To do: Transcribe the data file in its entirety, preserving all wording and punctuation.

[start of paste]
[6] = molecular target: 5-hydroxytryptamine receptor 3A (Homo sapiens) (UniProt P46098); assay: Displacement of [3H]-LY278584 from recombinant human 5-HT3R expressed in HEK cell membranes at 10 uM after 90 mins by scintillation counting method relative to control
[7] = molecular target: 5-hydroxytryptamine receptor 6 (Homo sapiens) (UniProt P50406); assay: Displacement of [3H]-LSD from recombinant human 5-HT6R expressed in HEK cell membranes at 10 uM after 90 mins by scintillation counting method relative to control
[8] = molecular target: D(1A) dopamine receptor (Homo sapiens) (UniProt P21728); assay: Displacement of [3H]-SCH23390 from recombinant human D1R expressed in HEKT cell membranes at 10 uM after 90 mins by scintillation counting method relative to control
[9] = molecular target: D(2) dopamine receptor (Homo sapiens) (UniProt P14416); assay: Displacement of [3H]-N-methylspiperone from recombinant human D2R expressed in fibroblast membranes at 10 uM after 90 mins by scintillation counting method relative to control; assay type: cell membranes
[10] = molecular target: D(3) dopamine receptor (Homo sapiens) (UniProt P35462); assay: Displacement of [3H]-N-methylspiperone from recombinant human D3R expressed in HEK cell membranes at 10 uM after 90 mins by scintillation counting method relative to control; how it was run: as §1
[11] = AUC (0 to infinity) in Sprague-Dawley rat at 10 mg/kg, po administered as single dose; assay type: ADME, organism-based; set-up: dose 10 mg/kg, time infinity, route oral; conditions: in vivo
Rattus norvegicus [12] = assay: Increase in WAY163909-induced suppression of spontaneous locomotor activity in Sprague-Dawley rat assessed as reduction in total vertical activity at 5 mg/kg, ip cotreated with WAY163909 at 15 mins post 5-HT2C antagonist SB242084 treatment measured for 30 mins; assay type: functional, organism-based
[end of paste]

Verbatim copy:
[6] = molecular target: 5-hydroxytryptamine receptor 3A (Homo sapiens) (UniProt P46098); assay: Displacement of [3H]-LY278584 from recombinant human 5-HT3R expressed in HEK cell membranes at 10 uM after 90 mins by scintillation counting method relative to control
[7] = molecular target: 5-hydroxytryptamine receptor 6 (Homo sapiens) (UniProt P50406); assay: Displacement of [3H]-LSD from recombinant human 5-HT6R expressed in HEK cell membranes at 10 uM after 90 mins by scintillation counting method relative to control
[8] = molecular target: D(1A) dopamine receptor (Homo sapiens) (UniProt P21728); assay: Displacement of [3H]-SCH23390 from recombinant human D1R expressed in HEKT cell membranes at 10 uM after 90 mins by scintillation counting method relative to control
[9] = molecular target: D(2) dopamine receptor (Homo sapiens) (UniProt P14416); assay: Displacement of [3H]-N-methylspiperone from recombinant human D2R expressed in fibroblast membranes at 10 uM after 90 mins by scintillation counting method relative to control; assay type: cell membranes
[10] = molecular target: D(3) dopamine receptor (Homo sapiens) (UniProt P35462); assay: Displacement of [3H]-N-methylspiperone from recombinant human D3R expressed in HEK cell membranes at 10 uM after 90 mins by scintillation counting method relative to control; how it was run: as §1
[11] = AUC (0 to infinity) in Sprague-Dawley rat at 10 mg/kg, po administered as single dose; assay type: ADME, organism-based; set-up: dose 10 mg/kg, time infinity, route oral; conditions: in vivo
Rattus norvegicus [12] = assay: Increase in WAY163909-induced suppression of spontaneous locomotor activity in Sprague-Dawley rat assessed as reduction in total vertical activity at 5 mg/kg, ip cotreated with WAY163909 at 15 mins post 5-HT2C antagonist SB242084 treatment measured for 30 mins; assay type: functional, organism-based